Thankfully though, the shifter has a nice action to it, and if you like longer throws and really rowing your own gears, it’ll be right up your alley. The auto rev-matching on downshifts makes life a lot easier too, especially in traffic.

In every other respect, it’s really just like driving any other ute out there. The steering feels relatively connected as it still uses an old-school hydraulic setup, and the firm leaf springs in the rear keep body roll at bay for the most part. All in all then, it handles reasonably well, especially compared to some of its peers.

However, it does have a particularly firm ride on the road owing to stiffer front springs, feeling somewhat crashy over bigger bumps, and you do feel every minor surface imperfection with it. Also worsening its on-road manners is the wind and road noise that remains rather constant in the background at higher speeds.

There’s also a fair amount of engine noise to deal with too from the oil-burner under the bonnet, although one good noise it makes comes courtesy of the snorkel, which amplifies the fantastic induction noise.

Off the road

Unsurprisingly, the Rugged X is remarkably capable on the rough stuff. The moment you hit the gravel and turn the dial to divert power to all four wheels, it’s clearly in its happy place. While its on-road manners might not be the best, it comes as a surprise how well it rides on the gravel.

The shift-on-the-fly four-wheel drive system engages pretty quickly, as does the rear diff lock, meaning you’re able to get right down to business pretty quickly.

And get down to business, it certainly will. It’s certainly one of the most capable off-roaders I’ve tested recently, so what we threw at the Rugged X near Mount Crawford in the Barossa Valley, as well as on our usual testing trails littered around the Adelaide Hills, was nothing to it.

The purposeful design all makes sense and the Rugged X struggles with nothing. It has plenty of traction thanks to those chunky tires, meaning it feels confident – and confidence inspiring – through mud, water, on gravel, and over rocks.

The impressive approach and cornering angles of 28 and 49 degrees respectively from the new heavy duty bumper and the HiLux’s good ground clearance, while all further enabling its off-roading abilities, also meant we didn’t inflict any damage on it.

There’s a surprising amount of suspension articulation too, meaning we saw all four wheels staying grounded over awkward terrain. This is the real secret to the off-roading ability of all HiLuxes as you’re rarely unable to put the power down to all four wheels.

Running costs

All HiLuxes offer a three year, 100,000km warranty that is starting to fall behind the pack and expectations these days, and it’s the same story for the service intervals that are set at just six months or 10,000km. Thankfully though, servicing costs are capped to just $240 a pop for the first six visits.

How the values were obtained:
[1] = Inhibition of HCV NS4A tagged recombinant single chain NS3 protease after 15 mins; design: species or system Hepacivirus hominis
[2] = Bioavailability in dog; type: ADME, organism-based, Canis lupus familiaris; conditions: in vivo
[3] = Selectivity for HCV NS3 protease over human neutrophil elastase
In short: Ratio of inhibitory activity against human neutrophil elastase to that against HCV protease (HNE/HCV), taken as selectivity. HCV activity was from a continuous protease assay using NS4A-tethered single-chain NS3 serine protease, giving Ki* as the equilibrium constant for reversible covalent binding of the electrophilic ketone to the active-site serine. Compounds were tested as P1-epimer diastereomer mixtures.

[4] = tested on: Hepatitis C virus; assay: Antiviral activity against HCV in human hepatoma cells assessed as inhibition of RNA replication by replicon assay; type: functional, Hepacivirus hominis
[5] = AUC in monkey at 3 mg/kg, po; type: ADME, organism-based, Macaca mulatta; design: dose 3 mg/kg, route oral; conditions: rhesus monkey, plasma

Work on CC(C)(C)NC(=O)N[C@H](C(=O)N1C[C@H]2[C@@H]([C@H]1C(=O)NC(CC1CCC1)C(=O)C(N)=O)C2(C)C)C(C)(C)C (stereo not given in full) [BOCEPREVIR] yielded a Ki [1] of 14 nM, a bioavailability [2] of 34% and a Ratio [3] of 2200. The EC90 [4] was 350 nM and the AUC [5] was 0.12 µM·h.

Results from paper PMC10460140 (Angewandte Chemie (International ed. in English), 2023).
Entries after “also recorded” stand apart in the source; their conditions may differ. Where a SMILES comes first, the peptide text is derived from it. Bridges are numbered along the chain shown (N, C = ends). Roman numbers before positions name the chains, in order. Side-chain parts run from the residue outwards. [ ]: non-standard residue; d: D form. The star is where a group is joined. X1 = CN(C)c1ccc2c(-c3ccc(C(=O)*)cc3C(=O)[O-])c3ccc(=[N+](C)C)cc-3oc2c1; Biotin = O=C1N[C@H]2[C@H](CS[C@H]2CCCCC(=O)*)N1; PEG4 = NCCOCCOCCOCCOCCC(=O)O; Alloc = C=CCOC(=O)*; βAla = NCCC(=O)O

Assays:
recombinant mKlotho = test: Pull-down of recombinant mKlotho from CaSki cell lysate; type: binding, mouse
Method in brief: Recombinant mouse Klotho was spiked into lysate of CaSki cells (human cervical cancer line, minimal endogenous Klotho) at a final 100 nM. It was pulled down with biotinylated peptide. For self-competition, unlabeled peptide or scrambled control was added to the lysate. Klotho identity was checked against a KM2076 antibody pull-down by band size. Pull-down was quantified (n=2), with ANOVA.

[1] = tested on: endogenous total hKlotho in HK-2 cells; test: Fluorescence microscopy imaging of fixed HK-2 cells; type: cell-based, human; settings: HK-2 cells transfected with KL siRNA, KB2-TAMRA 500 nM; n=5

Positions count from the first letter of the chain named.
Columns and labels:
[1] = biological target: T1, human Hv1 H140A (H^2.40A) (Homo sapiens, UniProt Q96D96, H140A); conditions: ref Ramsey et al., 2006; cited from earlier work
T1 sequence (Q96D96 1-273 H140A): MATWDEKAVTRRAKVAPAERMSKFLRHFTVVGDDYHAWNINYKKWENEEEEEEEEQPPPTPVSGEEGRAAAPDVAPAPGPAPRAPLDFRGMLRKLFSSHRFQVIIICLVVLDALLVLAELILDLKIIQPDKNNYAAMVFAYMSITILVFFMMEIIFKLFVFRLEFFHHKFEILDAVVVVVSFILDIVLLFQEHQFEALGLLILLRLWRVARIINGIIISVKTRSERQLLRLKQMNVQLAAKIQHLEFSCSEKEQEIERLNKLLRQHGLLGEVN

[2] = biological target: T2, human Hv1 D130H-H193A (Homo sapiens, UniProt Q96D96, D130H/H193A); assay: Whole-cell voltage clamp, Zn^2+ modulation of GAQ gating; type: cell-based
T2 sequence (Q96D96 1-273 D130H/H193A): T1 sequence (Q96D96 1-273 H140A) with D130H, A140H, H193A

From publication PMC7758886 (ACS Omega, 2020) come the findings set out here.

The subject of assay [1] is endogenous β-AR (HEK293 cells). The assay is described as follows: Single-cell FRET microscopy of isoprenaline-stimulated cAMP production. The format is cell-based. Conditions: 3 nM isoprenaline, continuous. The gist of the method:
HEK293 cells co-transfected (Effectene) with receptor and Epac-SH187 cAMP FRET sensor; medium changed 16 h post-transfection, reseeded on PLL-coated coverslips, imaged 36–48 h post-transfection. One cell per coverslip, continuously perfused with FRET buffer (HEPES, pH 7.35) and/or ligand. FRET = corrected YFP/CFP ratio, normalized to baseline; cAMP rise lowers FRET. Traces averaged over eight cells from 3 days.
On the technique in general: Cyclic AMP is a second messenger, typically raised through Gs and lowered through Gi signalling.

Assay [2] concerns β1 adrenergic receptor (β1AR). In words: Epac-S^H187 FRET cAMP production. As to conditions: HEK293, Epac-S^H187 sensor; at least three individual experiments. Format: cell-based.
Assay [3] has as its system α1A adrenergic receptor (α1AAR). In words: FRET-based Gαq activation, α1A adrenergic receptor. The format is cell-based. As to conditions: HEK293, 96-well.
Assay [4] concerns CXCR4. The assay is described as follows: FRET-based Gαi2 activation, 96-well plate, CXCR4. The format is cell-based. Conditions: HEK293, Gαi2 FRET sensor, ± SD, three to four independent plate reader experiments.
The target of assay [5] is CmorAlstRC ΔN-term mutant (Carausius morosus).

The Rugged X did better on fuel than we initially expected as well, with an exact fuel economy measurement of 9.0L/100km after around 600km of mixed driving, which compares relatively well to its seemingly optimistic 7.9L/100km claim.

Verdict

Design & Comfort

7.5/10

Performance & Handling

7.0/10

Quality

8.0/10

Economy

8.0/10

Equipment & Features

7.5/10

OUR SCORE

3.8/5

Our Score: 3.8/5

+ Plus

  • Incredibly capable off-road
  • Aggressive new looks
  • Tough build quality

Minus

  • Rough on-road ride
  • No power bump or GVM upgrade
  • Particularly pricey compared to the standard SR5

Overall

While far from a radical redesign, the Rugged X improves on the standard HiLux’s off-roading ability with tweaks to the design that make it more than fit for the worst Australia has to throw at it, while also making it look better and more aggressive too.

However, it’s far from the most civilised of utes on the road, and it becomes clear very quickly that it’s far more at home in the bush than in the big city.

The question of value does arise considering the premium over the standard HiLux SR5 and the short service intervals and warranty. I’m not 100 per cent convinced that it’s worth seven grand more than the SR5 – if it was under the $60,000 threshold I might say something different – but I do think those in the market for a thoroughbred off-roader will come away feeling very happy with one of these.

2018 Toyota Hilux Rugged X pricing and specifications

Price (excluding on-road costs): From: $61,690

As tested: $61,690

Warranty: 3 years, 100,000km
Warranty Customer Assistance: Optional yearly plans
Service Intervals: 6 months, 10,000km
Country of Origin: Japan (Built in Thailand)
Engine: 2.8-litre four-cylinder common-rail direct-injection turbo diesel:

130kW @ 3,400rpm, 420Nm @ 1,400-2,600rpm

Transmission: 6-speed manual
Drivetrain: Four-wheel drive, dual-range
Power-to-Weight Ratio (W/kg): 57.7
0-100km/h (seconds): N/a
Combined Fuel Consumption (L/100km): Claimed: 7.9/Tested: 9.0
RON Rating: Diesel
Fuel Capacity (L): 80 litres
Body: 4-door pickup, 5-seats
Safety: 5-star ANCAP, 7 airbags, ABS, EBD, BA, VSC, Downhill Assist Control, Hill-start Assist Control, Emergency Stop Signal, reversing camera
Dimensions (L/W/H/W-B): 5,350/1,885/1,815/3,085
Cargo Box Floor Dimensions (L/W/WBA/H): 1,560/1,520/1,100/490
Payload (kg): 748
Turning Circle Between Kerbs: 12.6
Ground Clearance: 251
Wading Depth: N/a
Approach Angle: 28
Cornering Angle: 49
Departure Angle: 21
Breakover Angle: N/a
Kerb Weight (kg): 2,252
Towing Capacity (kg): Braked: 3,500/Unbraked: 750
Entertainment: 7-inch colour touchscreen, satellite navigation, AM/FM/DAB+, Bluetooth, USB, AUX, CD, iPod, 6-speaker stereo

Photos by Justin Cribbes.